Fab Four’s fame

Rating: NNNNsometimes people with crass in-tentions just get lucky. The folks at United Artists wanted a Beatles record in their.


Rating: NNNN


sometimes people with crass in-tentions just get lucky. The folks at United Artists wanted a Beatles record in their catalogue, and since the Beatles were under contract to Capitol, the only way to get one was to fashion a soundtrack for an original film. They hired a virtually unknown filmmaker who’d made a music film called It’s Trad, Dad, and the result was A Hard Day’s Night, dubbed “the Citizen Kane of jukebox musicals” by Andrew Sarris.

Almost 40 years later, A Hard Day’s Night is one of those films that defines the early 60s, along the way inventing the rock video form and allowing the Beatles to send up the overwhelming fame that had descended on them.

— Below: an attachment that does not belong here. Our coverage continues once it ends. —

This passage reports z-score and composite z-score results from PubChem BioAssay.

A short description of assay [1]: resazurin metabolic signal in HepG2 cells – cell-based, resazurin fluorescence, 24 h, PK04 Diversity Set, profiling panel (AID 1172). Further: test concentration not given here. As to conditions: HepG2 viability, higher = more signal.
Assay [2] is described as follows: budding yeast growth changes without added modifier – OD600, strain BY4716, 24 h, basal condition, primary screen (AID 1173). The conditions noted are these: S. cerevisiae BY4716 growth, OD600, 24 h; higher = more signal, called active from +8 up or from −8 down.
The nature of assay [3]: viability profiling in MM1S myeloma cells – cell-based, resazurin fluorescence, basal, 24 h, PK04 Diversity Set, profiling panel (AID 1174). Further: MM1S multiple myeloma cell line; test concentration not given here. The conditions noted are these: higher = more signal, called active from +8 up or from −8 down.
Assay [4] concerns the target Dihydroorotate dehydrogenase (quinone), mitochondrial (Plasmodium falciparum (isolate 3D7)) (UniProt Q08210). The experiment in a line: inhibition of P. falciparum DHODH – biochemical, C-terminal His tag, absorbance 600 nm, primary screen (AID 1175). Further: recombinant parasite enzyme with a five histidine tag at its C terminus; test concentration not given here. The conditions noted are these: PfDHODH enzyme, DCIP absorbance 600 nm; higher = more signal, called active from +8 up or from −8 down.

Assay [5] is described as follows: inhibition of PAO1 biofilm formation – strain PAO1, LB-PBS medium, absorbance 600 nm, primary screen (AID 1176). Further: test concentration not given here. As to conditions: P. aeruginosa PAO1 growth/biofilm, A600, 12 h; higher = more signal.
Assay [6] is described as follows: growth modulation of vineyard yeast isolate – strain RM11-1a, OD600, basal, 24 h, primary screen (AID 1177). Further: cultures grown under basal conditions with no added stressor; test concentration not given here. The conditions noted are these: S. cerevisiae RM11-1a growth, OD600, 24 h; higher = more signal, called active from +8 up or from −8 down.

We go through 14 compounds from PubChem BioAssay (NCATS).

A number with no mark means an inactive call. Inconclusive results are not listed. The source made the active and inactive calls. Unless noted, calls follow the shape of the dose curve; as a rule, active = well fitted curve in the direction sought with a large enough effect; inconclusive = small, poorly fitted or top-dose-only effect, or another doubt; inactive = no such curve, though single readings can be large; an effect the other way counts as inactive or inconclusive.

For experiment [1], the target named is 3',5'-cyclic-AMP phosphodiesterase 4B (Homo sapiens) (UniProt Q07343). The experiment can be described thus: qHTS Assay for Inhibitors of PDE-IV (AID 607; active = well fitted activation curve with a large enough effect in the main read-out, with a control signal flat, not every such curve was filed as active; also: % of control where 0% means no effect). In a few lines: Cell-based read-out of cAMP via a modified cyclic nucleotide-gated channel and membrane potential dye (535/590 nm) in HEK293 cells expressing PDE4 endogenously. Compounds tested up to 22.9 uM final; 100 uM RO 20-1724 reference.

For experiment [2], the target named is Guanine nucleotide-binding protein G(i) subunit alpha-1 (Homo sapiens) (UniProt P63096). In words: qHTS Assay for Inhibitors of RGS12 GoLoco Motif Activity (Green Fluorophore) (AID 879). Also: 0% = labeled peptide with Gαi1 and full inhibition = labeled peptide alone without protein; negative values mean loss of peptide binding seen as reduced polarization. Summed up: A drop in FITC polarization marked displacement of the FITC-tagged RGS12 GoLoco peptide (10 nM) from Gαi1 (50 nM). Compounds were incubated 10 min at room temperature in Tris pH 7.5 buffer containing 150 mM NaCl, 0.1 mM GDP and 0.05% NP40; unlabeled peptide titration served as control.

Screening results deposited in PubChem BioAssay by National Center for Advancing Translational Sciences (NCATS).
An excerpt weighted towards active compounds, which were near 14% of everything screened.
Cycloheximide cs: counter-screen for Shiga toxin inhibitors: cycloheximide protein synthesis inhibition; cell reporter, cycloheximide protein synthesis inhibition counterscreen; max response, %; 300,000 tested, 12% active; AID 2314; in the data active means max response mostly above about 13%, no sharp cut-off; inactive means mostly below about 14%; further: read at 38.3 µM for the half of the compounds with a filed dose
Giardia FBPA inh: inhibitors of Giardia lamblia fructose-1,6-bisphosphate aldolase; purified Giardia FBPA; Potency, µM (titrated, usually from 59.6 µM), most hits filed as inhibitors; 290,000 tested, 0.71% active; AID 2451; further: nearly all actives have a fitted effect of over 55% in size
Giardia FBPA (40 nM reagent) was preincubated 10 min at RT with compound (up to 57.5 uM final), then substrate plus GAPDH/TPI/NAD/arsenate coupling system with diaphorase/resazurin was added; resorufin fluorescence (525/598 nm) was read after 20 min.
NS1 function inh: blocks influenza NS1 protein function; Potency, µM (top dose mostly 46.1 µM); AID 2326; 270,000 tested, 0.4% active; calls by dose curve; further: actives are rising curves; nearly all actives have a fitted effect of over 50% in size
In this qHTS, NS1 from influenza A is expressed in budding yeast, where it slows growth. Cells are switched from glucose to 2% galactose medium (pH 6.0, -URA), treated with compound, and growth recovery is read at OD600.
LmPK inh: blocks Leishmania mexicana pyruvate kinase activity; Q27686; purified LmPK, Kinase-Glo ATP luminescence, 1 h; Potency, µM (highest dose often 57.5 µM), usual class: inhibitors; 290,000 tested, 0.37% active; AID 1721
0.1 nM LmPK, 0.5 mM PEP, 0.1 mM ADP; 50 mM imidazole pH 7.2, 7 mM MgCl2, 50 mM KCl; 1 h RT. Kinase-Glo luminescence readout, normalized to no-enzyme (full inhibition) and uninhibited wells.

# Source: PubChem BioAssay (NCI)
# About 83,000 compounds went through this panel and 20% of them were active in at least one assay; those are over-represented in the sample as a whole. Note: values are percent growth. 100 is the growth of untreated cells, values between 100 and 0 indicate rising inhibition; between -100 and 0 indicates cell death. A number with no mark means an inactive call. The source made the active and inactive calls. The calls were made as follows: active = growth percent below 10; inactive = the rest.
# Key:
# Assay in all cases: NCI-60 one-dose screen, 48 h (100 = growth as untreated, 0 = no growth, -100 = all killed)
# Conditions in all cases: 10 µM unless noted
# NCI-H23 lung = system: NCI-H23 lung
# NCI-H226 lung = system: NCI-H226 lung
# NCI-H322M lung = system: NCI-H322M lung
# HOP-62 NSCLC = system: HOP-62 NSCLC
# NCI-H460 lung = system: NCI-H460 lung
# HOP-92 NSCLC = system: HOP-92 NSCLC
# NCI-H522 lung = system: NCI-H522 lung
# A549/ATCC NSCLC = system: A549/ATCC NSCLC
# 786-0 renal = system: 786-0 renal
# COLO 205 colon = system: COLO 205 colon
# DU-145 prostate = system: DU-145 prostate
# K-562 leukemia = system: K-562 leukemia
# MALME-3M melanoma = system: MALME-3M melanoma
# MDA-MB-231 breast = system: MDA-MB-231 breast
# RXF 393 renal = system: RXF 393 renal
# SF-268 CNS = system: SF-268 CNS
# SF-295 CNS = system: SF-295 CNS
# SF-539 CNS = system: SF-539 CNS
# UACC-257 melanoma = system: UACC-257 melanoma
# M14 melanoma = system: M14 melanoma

Aside from its obvious charms ­– the restless kinetic energy, the Beatles soundtrack and their personalities as actors/performers ­– A Hard Day’s Night is interesting because it was the first film to define the mood of mega-fame in the modern world. The soundtrack was the first LP I ever owned, which dates me nicely and indicates a fondness for this film that surpasses basic critical criteria.

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